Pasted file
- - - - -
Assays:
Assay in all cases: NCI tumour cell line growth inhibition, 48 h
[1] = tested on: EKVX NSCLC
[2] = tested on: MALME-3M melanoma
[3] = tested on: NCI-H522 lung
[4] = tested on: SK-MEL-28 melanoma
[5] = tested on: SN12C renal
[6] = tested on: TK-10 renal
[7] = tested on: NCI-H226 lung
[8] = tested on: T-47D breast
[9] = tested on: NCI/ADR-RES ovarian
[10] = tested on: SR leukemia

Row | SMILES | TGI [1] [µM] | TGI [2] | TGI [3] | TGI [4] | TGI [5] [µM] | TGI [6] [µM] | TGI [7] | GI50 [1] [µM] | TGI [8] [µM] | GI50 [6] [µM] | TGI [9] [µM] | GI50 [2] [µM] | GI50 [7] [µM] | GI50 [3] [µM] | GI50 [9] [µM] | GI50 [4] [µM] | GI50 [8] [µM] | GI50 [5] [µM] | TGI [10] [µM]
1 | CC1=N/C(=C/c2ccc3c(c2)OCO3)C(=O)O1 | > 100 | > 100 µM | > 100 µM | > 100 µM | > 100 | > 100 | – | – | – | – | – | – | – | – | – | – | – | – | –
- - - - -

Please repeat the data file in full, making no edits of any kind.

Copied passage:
Assays:
Assay in all cases: NCI tumour cell line growth inhibition, 48 h
[1] = tested on: EKVX NSCLC
[2] = tested on: MALME-3M melanoma
[3] = tested on: NCI-H522 lung
[4] = tested on: SK-MEL-28 melanoma
[5] = tested on: SN12C renal
[6] = tested on: TK-10 renal
[7] = tested on: NCI-H226 lung
[8] = tested on: T-47D breast
[9] = tested on: NCI/ADR-RES ovarian
[10] = tested on: SR leukemia

Row | SMILES | TGI [1] [µM] | TGI [2] | TGI [3] | TGI [4] | TGI [5] [µM] | TGI [6] [µM] | TGI [7] | GI50 [1] [µM] | TGI [8] [µM] | GI50 [6] [µM] | TGI [9] [µM] | GI50 [2] [µM] | GI50 [7] [µM] | GI50 [3] [µM] | GI50 [9] [µM] | GI50 [4] [µM] | GI50 [8] [µM] | GI50 [5] [µM] | TGI [10] [µM]
1 | CC1=N/C(=C/c2ccc3c(c2)OCO3)C(=O)O1 | > 100 | > 100 µM | > 100 µM | > 100 µM | > 100 | > 100 | – | – | – | – | – | – | – | – | – | – | – | – | –